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Discussion Starter · #1 ·
Hey Guys
Need some help!
Went to the range today with my 94 22m and im still shooting low with the elevation ramp maxed out, I even went past the last notch to the ridge of the last notch and this was at only 15 meters.
Its a 1983 model and im sure the sights are all original,
can any body post a picture of their rear buckhorn, ramp and front sight? please,please,please :questionmark:
Is it possible im not getting my eye down low enough?
I did manage to get 3 shots in one messy hole by holding the front bead about 5mm over the notch in the buckhorn.
I think this thing is capable of really good groups but driving home I was seriously thinking about selling it.
Cheers **** from down under
 

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El Kabong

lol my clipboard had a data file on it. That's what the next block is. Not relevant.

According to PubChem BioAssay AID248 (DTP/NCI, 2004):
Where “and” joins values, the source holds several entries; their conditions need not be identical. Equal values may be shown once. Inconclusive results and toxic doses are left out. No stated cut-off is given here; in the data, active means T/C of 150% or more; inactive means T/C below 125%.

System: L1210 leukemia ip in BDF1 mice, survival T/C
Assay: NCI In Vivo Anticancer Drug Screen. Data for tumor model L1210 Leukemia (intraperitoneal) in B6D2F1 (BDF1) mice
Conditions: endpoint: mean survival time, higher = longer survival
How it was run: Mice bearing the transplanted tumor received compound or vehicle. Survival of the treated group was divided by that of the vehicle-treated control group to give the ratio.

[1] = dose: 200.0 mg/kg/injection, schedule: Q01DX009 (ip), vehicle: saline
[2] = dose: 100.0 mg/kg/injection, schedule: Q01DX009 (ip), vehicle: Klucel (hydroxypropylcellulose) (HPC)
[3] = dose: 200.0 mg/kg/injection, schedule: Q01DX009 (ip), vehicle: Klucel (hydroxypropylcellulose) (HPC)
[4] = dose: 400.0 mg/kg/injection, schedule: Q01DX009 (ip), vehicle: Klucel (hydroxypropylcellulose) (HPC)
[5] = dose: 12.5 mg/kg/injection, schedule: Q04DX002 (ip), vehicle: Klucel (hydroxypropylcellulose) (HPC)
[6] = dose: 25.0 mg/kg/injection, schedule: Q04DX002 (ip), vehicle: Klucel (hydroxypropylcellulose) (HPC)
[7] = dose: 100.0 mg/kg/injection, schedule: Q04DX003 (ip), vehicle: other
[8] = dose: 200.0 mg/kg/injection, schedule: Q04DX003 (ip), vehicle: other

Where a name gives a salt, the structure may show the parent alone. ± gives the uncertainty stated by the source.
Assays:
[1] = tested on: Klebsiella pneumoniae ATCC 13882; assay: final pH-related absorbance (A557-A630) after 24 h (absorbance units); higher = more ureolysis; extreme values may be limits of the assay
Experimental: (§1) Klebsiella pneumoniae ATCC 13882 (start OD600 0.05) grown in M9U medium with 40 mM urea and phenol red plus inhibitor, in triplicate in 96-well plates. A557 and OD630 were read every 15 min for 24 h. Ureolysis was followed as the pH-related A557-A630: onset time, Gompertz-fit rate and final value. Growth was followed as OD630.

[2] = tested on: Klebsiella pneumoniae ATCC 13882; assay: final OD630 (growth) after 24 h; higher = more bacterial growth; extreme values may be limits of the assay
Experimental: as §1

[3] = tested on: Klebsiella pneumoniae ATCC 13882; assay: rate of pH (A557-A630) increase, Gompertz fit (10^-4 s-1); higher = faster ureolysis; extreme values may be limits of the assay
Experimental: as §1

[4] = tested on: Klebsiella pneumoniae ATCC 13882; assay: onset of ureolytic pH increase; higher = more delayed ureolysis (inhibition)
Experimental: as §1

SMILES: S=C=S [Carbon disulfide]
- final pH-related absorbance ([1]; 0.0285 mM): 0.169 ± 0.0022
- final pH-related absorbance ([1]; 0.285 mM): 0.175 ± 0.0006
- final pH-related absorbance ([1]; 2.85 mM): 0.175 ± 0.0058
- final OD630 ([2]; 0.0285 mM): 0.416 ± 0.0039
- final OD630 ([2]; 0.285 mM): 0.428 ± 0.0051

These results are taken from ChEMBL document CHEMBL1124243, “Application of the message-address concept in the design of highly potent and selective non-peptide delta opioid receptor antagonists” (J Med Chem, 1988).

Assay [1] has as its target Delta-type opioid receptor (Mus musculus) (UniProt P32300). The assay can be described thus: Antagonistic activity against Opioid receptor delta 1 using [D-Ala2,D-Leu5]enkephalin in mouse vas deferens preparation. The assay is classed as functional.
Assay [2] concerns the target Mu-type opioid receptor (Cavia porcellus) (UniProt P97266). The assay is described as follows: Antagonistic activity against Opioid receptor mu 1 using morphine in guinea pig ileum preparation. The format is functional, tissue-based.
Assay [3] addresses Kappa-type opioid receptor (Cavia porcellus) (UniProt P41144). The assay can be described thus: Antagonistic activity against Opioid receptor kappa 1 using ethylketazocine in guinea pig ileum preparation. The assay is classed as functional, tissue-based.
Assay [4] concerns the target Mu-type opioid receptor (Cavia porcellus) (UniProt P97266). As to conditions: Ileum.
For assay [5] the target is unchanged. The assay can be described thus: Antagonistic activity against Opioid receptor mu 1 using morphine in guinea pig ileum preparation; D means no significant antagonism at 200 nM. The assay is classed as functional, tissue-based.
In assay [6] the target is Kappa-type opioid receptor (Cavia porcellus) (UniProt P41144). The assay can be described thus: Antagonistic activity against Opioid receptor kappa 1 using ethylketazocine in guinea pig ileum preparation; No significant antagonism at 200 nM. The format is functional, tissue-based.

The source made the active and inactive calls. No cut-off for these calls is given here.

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Im not even gonna comment on the above.....

Check for a bent barrel then, get a taller front sight.
 

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Discussion Starter · #5 ·
Im not even gonna comment on the above.....

Check for a bent barrel then, get a taller front sight.
I felt sick when you said that

Just checked, seems ok it's a bit hard to judge with the barrel bands though
 

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So it's shooting way low...

Simplest solution is your sight picture.

Next would be, possibly, trigger control. Perhaps you're pulling your shots down?

Next make sure bore is clean and no nicks, etc., in the crown.

If it's shooting low, you need a lower front sight or a taller rear sight. I will say that there are a few different rear sight blades in different heights for a Marlin.

Next try a different ammo.

"Is it possible im not getting my eye down low enough?" Now, that's a question that raises a couple of flags to me. May I ask: do you shoot left or right handed and which of your eyes is dominant?